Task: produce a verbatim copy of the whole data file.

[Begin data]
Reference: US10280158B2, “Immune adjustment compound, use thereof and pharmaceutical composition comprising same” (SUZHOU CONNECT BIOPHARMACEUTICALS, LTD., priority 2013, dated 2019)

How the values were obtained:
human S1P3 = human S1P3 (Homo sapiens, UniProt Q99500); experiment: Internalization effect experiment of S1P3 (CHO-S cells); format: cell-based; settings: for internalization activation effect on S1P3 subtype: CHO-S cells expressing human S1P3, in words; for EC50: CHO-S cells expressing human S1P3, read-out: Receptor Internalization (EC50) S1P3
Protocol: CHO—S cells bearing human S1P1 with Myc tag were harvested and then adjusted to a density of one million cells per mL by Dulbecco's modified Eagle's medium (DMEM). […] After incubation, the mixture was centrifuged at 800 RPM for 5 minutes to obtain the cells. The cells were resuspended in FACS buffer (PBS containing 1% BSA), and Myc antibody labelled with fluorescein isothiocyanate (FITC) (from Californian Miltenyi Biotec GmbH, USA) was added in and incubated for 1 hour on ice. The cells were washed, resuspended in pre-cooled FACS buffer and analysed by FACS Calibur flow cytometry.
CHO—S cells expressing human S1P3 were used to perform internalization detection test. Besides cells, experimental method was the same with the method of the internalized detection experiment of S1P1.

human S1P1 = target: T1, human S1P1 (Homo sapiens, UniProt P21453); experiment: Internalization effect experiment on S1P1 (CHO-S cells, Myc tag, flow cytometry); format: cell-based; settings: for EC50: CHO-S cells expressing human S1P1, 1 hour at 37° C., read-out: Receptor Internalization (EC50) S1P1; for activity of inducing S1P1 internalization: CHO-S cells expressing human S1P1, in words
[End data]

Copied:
Reference: US10280158B2, “Immune adjustment compound, use thereof and pharmaceutical composition comprising same” (SUZHOU CONNECT BIOPHARMACEUTICALS, LTD., priority 2013, dated 2019)

How the values were obtained:
human S1P3 = human S1P3 (Homo sapiens, UniProt Q99500); experiment: Internalization effect experiment of S1P3 (CHO-S cells); format: cell-based; settings: for internalization activation effect on S1P3 subtype: CHO-S cells expressing human S1P3, in words; for EC50: CHO-S cells expressing human S1P3, read-out: Receptor Internalization (EC50) S1P3
Protocol: CHO—S cells bearing human S1P1 with Myc tag were harvested and then adjusted to a density of one million cells per mL by Dulbecco's modified Eagle's medium (DMEM). […] After incubation, the mixture was centrifuged at 800 RPM for 5 minutes to obtain the cells. The cells were resuspended in FACS buffer (PBS containing 1% BSA), and Myc antibody labelled with fluorescein isothiocyanate (FITC) (from Californian Miltenyi Biotec GmbH, USA) was added in and incubated for 1 hour on ice. The cells were washed, resuspended in pre-cooled FACS buffer and analysed by FACS Calibur flow cytometry.
CHO—S cells expressing human S1P3 were used to perform internalization detection test. Besides cells, experimental method was the same with the method of the internalized detection experiment of S1P1.

human S1P1 = target: T1, human S1P1 (Homo sapiens, UniProt P21453); experiment: Internalization effect experiment on S1P1 (CHO-S cells, Myc tag, flow cytometry); format: cell-based; settings: for EC50: CHO-S cells expressing human S1P1, 1 hour at 37° C., read-out: Receptor Internalization (EC50) S1P1; for activity of inducing S1P1 internalization: CHO-S cells expressing human S1P1, in words